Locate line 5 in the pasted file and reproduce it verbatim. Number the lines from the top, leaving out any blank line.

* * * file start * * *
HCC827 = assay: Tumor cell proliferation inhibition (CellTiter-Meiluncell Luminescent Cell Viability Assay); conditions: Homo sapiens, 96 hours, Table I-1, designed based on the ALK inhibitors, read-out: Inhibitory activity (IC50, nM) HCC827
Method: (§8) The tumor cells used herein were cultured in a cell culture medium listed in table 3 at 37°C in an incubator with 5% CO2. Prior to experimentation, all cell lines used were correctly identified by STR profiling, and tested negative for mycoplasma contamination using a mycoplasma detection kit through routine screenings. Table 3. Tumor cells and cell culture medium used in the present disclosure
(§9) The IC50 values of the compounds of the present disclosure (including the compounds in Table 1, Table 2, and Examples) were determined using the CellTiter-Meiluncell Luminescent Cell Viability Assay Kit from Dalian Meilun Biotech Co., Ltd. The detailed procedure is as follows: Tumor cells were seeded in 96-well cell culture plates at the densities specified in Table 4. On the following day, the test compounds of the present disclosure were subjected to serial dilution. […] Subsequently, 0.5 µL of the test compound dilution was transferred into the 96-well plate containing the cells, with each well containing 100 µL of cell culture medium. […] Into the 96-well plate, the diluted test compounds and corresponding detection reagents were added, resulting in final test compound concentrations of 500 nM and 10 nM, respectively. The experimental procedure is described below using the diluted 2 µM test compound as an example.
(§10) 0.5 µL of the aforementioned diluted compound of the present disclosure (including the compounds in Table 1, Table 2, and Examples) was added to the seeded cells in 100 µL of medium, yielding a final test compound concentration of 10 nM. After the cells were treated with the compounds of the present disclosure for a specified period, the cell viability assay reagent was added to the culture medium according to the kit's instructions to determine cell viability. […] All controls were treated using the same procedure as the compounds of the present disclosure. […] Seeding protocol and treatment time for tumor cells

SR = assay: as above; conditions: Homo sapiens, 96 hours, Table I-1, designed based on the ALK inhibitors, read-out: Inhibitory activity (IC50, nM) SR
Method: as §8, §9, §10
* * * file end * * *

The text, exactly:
SR = assay: as above; conditions: Homo sapiens, 96 hours, Table I-1, designed based on the ALK inhibitors, read-out: Inhibitory activity (IC50, nM) SR